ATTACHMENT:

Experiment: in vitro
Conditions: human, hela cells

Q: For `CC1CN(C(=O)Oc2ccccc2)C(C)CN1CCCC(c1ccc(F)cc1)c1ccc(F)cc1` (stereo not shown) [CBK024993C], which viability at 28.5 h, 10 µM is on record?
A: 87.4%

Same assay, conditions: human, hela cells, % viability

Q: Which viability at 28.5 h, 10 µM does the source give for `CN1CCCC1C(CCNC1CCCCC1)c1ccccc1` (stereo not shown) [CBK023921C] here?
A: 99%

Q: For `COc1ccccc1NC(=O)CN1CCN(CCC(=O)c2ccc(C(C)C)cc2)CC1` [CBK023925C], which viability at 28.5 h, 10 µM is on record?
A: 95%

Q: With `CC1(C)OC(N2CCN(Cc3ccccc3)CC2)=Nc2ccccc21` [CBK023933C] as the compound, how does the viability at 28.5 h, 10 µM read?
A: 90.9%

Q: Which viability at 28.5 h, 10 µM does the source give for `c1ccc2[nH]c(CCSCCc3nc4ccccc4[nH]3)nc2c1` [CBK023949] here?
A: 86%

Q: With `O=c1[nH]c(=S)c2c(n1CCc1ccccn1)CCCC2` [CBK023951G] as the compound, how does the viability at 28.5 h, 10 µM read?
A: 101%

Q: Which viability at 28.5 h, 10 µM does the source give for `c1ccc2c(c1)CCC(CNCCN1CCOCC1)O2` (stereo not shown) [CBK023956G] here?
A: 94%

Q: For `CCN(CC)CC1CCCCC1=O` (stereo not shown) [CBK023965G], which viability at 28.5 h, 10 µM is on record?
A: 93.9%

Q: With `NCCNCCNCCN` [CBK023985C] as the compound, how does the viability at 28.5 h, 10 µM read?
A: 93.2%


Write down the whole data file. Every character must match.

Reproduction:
Experiment: in vitro
Conditions: human, hela cells

Q: For `CC1CN(C(=O)Oc2ccccc2)C(C)CN1CCCC(c1ccc(F)cc1)c1ccc(F)cc1` (stereo not shown) [CBK024993C], which viability at 28.5 h, 10 µM is on record?
A: 87.4%

Same assay, conditions: human, hela cells, % viability

Q: Which viability at 28.5 h, 10 µM does the source give for `CN1CCCC1C(CCNC1CCCCC1)c1ccccc1` (stereo not shown) [CBK023921C] here?
A: 99%

Q: For `COc1ccccc1NC(=O)CN1CCN(CCC(=O)c2ccc(C(C)C)cc2)CC1` [CBK023925C], which viability at 28.5 h, 10 µM is on record?
A: 95%

Q: With `CC1(C)OC(N2CCN(Cc3ccccc3)CC2)=Nc2ccccc21` [CBK023933C] as the compound, how does the viability at 28.5 h, 10 µM read?
A: 90.9%

Q: Which viability at 28.5 h, 10 µM does the source give for `c1ccc2[nH]c(CCSCCc3nc4ccccc4[nH]3)nc2c1` [CBK023949] here?
A: 86%

Q: With `O=c1[nH]c(=S)c2c(n1CCc1ccccn1)CCCC2` [CBK023951G] as the compound, how does the viability at 28.5 h, 10 µM read?
A: 101%

Q: Which viability at 28.5 h, 10 µM does the source give for `c1ccc2c(c1)CCC(CNCCN1CCOCC1)O2` (stereo not shown) [CBK023956G] here?
A: 94%

Q: For `CCN(CC)CC1CCCCC1=O` (stereo not shown) [CBK023965G], which viability at 28.5 h, 10 µM is on record?
A: 93.9%

Q: With `NCCNCCNCCN` [CBK023985C] as the compound, how does the viability at 28.5 h, 10 µM read?
A: 93.2%